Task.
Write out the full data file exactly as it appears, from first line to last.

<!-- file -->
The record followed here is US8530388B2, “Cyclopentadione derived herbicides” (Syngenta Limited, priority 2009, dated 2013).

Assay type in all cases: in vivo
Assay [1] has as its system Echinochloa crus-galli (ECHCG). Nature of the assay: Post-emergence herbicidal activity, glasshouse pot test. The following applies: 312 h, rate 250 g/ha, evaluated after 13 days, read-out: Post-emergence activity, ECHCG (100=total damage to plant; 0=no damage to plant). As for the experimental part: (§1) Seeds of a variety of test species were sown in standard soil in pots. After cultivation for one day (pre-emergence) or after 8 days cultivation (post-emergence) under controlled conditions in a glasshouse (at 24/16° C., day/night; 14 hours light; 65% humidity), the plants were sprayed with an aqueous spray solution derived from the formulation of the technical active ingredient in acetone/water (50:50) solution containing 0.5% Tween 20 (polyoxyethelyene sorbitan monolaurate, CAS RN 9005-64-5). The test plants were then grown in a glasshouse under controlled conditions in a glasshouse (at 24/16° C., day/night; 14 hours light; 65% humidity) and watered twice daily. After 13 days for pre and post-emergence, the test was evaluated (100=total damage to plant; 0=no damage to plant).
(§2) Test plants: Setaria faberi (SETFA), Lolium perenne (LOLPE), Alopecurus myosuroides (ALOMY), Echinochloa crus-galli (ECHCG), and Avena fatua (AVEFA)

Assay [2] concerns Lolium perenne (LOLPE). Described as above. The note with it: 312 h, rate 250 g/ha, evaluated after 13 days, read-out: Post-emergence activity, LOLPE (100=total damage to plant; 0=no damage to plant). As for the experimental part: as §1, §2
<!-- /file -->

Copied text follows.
The record followed here is US8530388B2, “Cyclopentadione derived herbicides” (Syngenta Limited, priority 2009, dated 2013).

Assay type in all cases: in vivo
Assay [1] has as its system Echinochloa crus-galli (ECHCG). Nature of the assay: Post-emergence herbicidal activity, glasshouse pot test. The following applies: 312 h, rate 250 g/ha, evaluated after 13 days, read-out: Post-emergence activity, ECHCG (100=total damage to plant; 0=no damage to plant). As for the experimental part: (§1) Seeds of a variety of test species were sown in standard soil in pots. After cultivation for one day (pre-emergence) or after 8 days cultivation (post-emergence) under controlled conditions in a glasshouse (at 24/16° C., day/night; 14 hours light; 65% humidity), the plants were sprayed with an aqueous spray solution derived from the formulation of the technical active ingredient in acetone/water (50:50) solution containing 0.5% Tween 20 (polyoxyethelyene sorbitan monolaurate, CAS RN 9005-64-5). The test plants were then grown in a glasshouse under controlled conditions in a glasshouse (at 24/16° C., day/night; 14 hours light; 65% humidity) and watered twice daily. After 13 days for pre and post-emergence, the test was evaluated (100=total damage to plant; 0=no damage to plant).
(§2) Test plants: Setaria faberi (SETFA), Lolium perenne (LOLPE), Alopecurus myosuroides (ALOMY), Echinochloa crus-galli (ECHCG), and Avena fatua (AVEFA)

Assay [2] concerns Lolium perenne (LOLPE). Described as above. The note with it: 312 h, rate 250 g/ha, evaluated after 13 days, read-out: Post-emergence activity, LOLPE (100=total damage to plant; 0=no damage to plant). As for the experimental part: as §1, §2